Conjunctural Change

We explain what a conjunctural change is, its characteristics and examples. In addition, we tell you how it differs from a structural change.

The increase in oil prices is a temporary change.The increase in oil prices is a temporary change.
The situation covers the temporary or momentary elements that determine a context.

What is a conjunctural change?

A cyclical change or change in the situation It is a transformation in external conditions, that is, in the factors and circumstances that accompany an issue. It is distinguished from structural changes, which have to do with changes in the fixed components of an issue.

The term “conjuncture” comes from the Latin verb coniungerewhich translates as “to unite” or “to bind,” and which was originally used to refer to the marital union (hence the word spouse, For example). Later it was also used to refer to the joints of the body, and ultimately to name the combination of temporary or momentary elements that determine a context, that is, that when put together they allow something to take place.

In this way, the cyclical changes are those linked to ephemeral, momentary or changing factors. The state of the weather can be considered a temporary factor, since it changes continuously and can affect the execution of a project or event, for example, a soccer match. If it is a sunny day and suddenly it starts to rain, it can be said that a conjunctural change occurred, that is, dependent on contextual aspects, outside the control of the players.

In the historical context, on the other hand, current issues are those related to the intermediate historical time.. That is, with a perspective of history that is in the middle between long-term processes (centuries) and specific events (days or weeks). In this way, revolutions and great crises would be good examples of conjunctural historical changes, that is, changes in the historical conjuncture of the moment.

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For its part, In sociology and economics, conjunctural change is identified with the small-scale alteration of certain aspects of society., while preserving its bases or essential aspects. For example, a redistribution of the tax system that does not essentially change how it works but rather who is taxed and how, can be considered a temporary change compared to the proposal, for example, to eliminate all taxes.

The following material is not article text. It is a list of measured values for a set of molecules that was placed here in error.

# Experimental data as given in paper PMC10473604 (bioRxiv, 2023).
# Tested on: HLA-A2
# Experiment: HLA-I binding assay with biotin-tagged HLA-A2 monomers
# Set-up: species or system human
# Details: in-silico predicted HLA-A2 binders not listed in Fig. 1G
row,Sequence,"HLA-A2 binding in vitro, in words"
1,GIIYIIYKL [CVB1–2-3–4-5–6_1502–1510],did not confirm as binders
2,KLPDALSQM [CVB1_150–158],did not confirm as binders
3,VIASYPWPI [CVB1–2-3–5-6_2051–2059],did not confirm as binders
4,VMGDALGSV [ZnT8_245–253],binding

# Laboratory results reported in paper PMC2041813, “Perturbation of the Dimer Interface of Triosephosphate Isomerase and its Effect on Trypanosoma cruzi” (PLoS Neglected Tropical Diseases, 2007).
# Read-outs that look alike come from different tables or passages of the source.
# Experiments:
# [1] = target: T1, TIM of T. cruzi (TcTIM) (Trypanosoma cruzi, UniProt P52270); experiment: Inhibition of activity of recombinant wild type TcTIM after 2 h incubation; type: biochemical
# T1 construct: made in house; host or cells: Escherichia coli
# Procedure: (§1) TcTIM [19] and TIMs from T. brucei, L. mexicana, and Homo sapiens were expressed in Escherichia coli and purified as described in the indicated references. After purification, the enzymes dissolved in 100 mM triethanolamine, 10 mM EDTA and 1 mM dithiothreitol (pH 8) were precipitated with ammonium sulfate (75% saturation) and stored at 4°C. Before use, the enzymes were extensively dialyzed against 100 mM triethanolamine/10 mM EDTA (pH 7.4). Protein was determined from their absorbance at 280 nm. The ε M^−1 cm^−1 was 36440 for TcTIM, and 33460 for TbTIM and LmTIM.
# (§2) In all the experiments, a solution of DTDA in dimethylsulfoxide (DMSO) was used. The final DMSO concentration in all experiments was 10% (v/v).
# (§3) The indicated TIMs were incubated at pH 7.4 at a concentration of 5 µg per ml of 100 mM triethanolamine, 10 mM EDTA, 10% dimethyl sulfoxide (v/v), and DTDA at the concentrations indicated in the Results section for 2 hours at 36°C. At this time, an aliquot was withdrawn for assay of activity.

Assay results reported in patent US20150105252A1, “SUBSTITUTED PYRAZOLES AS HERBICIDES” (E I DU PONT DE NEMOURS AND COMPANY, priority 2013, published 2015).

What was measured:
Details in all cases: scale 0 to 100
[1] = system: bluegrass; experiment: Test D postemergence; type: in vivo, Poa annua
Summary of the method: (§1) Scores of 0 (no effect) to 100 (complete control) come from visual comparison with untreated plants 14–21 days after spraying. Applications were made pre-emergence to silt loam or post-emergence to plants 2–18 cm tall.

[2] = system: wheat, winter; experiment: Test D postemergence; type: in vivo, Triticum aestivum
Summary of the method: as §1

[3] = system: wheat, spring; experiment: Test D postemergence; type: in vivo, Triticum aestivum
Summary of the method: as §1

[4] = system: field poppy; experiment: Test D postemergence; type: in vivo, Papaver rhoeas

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Characteristics of a conjunctural change

The cyclical changes are characterized by the following:

  • They depend on the context and changing factorsmomentary or unreliable and unpredictable.
  • This is usually a short-term change.that is, a momentary rearrangement of external factors.
  • They do not affect the constituent elements or essential aspects of the matter, that is, to the internal factors. That is, the structural persists.
  • When it comes to solving problems, cyclical changes They are usually easier to take than structural onesbut at the same time more superficial and less effective.

Conjunctural change and structural change

The difference between a change conjunctural (or situation) and a change structural (or structure) has to do with the aspects of the system that are altered or transformed.

If these aspects are contextual, that is, momentary or determined by relationships with the external, it is a conjunctural change. On the other hand, If it is a deep and essential change, which affects the essential and permanent elements of the system, it is a structural change.

These differences can be expressed as follows:

Conjunctural or conjuncture change Structural or structure change
They affect contextual elements, that is, superficial or external elements of the system. They affect essential, that is, deep and permanent elements of the system.
They tend to be momentary changes and on a smaller scale. They tend to be permanent, large-scale changes.
They tend to be quick, short-term changes. They tend to be slow, long-term changes.
Crucial aspects of the system are preserved. Crucial aspects of the system are altered.
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Examples of conjunctural change

Some examples of conjunctural change are the following:

  • The increase or decrease in oil prices at a certain time of the year.
  • The change in weather in a given location.
  • The tax and social assistance policies implemented during an election year by the government.
  • The rise or fall in the price of a company’s shares or the value of an international currency.
  • The continuous rotation of positions of employees in an area in a company.

Examples of structural change

Some examples of structural change are the following:

  • The transformation of the productive matrix of an oil country to dedicate itself to other areas.
  • The change in atmospheric climate in a given region throughout history: the permanent decrease in rainfall and the increase in average annual temperature.
  • The transformation of a country’s tax policy so that taxes are reduced to a minimum and the State becomes smaller.
  • The bankruptcy and liquidation of the shares of a company that closes.
  • The reduction of a company’s staff through the dismissal of part of its payroll and, therefore, the increase in the workload of the remaining staff.

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References

  • “Conjunctural” in the Language Dictionary of the Royal Spanish Academy.
  • “Structural” in the Language Dictionary of the Royal Spanish Academy.
  • “Etymology of Situation” in the Online Spanish Etymological Dictionary.
  • “Structural or conjunctural?” by Marc Eichmann in La República (Colombia).
  • “The conjunctural, the structural and stupid politics” by Carlos Sánchez in El Confidencial (Spain).